My Island Home

At the age of four, my family moved to Alameda, California. This little island tucked away in the San Francisco Bay showcased many Victorian homes. These beauties included everything from quaint cottages to astounding mansions and varying sizes in between. While living on the island, children that lived in these houses, often told wild tales about secret rooms or spoke of hidden treasure.  My brothers and I would often search for hidden rooms and fortune too.  When I was five or six, I did find a prize, an antique teapot from Holland. Continue reading “My Island Home”


I always sort of swooned at the sight of the classic barn structures in central and northern Minnesota, where everything seemed rustic and weathered and made to age gracefully.

–Richard Dean Anderson

When walking through old towns, the weathered buildings and board sidewalks offer a glimpse into a time when life seemed slower and easier.  Often I wonder if I were born about a century to late…

Continue reading “Weathered”

Reeder Family Home

Today, while sorting family photos, I came across this picture. All I know about it is that my grandfather, Wilson Reeder, gave it my father, Harold Reeder. On the back of the photo, all that was written was my dad’s name. I know the picture was taken in Michigan, and I do know my family lived in Plymouth, but I am not sure where the photo was taken. Continue reading “Reeder Family Home”

The Royal Gorge Bridge

Near Canon City, Colorado, the Royal Gorge Bridge sits on a 360 acre parcel of land that attracts tourists from around the world.  This bridge crosses a gorge that is over 950 feet above the Arkansas River.  Until 2001, this bridge was the highest bridge in the world.  Continue reading “The Royal Gorge Bridge”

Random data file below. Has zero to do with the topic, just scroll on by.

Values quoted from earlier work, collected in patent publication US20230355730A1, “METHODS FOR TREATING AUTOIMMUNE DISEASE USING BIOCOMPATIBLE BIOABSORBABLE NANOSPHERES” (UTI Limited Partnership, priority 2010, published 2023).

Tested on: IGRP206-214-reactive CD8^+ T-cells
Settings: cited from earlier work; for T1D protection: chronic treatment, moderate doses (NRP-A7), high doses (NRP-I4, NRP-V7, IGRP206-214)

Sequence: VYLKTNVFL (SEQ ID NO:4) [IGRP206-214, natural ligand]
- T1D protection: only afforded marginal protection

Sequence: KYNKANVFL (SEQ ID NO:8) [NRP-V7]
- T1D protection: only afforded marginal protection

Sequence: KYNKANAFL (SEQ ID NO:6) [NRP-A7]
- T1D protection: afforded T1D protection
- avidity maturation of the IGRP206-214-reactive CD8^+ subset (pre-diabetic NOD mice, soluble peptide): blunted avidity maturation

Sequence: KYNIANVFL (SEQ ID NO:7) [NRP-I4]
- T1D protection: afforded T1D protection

The Ghost on Lincoln Avenue

Laughter behind closed doors sent shivers, and when explored, opened doors would not always close, no matter how hard we pushed on them.


While living on the small island nestled in the San Francisco Bay, I often overheard bizarre tales of supernatural events that took place in some of the Victorian homes around Alameda.  As a skeptical teenager, I would listen politely but believed such events only transpired in the overactive imagination of the “storyteller,” that is until strange things began happening in my own home. Continue reading “The Ghost on Lincoln Avenue”

Yours, Mine, and Ours

As a father and step father, my grandfather David cared for twenty children!

My great-great-grandfather, David Allen, was a farmer and a rancher for most of his life.  My grandfather was born in Somerset County, Pennsylvania in 1810, and his parents were Philip and Nancy “Ann” Wilcox.  By the time he was four years old, his family was living in Monroe County, Ohio. Continue reading “Yours, Mine, and Ours”